Proposal Writing Tips

The grant seeker’s best strategy is to start with the funder’s proposal guidelines. We recommend using the guidelines and required sections as the outline or framework for your proposal. Most proposals include the following core elements:

  • Executive Summary/Overview/Abstract: Concise project description, usually limited to one page.
  • Proposal Narrative: Detailed description of need/problem to be addressed, project goals and objectives, project activities/ methodology; project participant(s) role(s); projected outcomes, evaluation methods, and dissemination plan. THIS IS WHERE YOU MUST MAKE A COMPELLING CASE FOR FUNDING.
  • Project Budget: List of resources needed over the life of the project with corresponding costs. A narrative explanation (budget narrative or justification) may also be requested. Tie expenses directly to project activities and use reasonable cost estimates.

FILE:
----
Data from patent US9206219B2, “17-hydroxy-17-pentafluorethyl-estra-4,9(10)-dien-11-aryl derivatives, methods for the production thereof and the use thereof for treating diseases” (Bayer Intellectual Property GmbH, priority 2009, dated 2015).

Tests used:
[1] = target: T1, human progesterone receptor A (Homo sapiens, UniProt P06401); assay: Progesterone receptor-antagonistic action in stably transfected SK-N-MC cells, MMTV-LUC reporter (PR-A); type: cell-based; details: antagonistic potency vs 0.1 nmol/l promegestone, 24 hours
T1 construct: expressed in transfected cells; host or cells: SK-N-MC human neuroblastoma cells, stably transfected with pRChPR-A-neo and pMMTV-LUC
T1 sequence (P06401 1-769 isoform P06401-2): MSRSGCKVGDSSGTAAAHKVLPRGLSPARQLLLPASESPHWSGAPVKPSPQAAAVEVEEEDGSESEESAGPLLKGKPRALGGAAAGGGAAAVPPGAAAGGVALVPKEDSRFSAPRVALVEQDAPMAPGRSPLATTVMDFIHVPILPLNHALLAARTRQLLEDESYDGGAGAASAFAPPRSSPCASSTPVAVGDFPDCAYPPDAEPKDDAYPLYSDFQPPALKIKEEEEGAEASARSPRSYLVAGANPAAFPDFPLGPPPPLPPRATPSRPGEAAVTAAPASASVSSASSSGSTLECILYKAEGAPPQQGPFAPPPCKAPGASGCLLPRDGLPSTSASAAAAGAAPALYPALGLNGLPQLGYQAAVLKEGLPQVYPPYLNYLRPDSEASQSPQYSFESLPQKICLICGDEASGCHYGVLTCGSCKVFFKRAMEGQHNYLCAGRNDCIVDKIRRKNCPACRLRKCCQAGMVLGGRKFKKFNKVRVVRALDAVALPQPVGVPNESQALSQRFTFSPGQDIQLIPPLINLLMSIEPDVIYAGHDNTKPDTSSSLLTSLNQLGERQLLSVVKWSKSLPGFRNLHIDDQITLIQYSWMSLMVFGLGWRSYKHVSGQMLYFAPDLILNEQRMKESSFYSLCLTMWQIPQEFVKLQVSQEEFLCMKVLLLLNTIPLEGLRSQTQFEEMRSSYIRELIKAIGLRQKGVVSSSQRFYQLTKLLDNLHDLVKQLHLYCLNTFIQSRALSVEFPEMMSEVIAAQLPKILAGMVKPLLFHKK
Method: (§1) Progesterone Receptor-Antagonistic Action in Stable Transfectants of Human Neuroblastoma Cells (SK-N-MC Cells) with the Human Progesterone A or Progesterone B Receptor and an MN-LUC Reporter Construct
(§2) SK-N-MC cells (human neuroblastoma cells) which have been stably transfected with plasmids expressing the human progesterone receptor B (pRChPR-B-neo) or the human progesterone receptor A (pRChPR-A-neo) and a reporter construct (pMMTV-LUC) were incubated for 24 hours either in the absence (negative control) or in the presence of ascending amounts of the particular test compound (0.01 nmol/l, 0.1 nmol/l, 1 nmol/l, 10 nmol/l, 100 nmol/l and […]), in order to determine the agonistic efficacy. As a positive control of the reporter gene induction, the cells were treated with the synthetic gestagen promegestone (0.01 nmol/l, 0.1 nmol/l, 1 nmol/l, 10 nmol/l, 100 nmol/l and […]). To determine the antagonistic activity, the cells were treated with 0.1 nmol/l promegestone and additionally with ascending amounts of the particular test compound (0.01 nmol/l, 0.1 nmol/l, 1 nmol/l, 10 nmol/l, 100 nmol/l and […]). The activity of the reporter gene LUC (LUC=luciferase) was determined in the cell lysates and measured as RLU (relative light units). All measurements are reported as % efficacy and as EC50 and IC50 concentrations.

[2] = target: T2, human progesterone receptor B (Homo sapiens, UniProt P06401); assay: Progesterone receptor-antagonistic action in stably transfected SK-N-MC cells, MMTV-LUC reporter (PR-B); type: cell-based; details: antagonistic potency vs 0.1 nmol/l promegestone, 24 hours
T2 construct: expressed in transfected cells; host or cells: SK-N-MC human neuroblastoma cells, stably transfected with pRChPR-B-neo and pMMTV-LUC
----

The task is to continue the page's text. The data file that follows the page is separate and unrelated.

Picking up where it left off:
• Appendices/Attachments: Additional information such as project personnel CVs, letters of support/commitment, logic model or detailed evaluation plan, quotes for purchase of equipment, etc.

Grant Writing Guidelines

  • Carefully read the applicable grant guidelines and adhere to all formatting and content requirements. 
  • Be clear, concise and complete.  Avoid rhetoric, hyperbole and jargon.
  • Highlight your strong points—what makes your project unique? Why are you the best qualified person to undertake this work? What will this project contribute to your field, to your teaching, to your institution?
  • If your grant is for an ongoing program, explain how it will be sustained once the grant funding runs out.
  • Be specific regarding how you intend to measure tangible outcomes. 
  • Allow time to review and refine your text, including asking colleagues for feedback.

Online Proposal Writing Resources

Purdue’s Online Writing Lab Introduction to Grant Writing

The Writing Center at University of North Carolina - Chapel Hill

Community Tool Box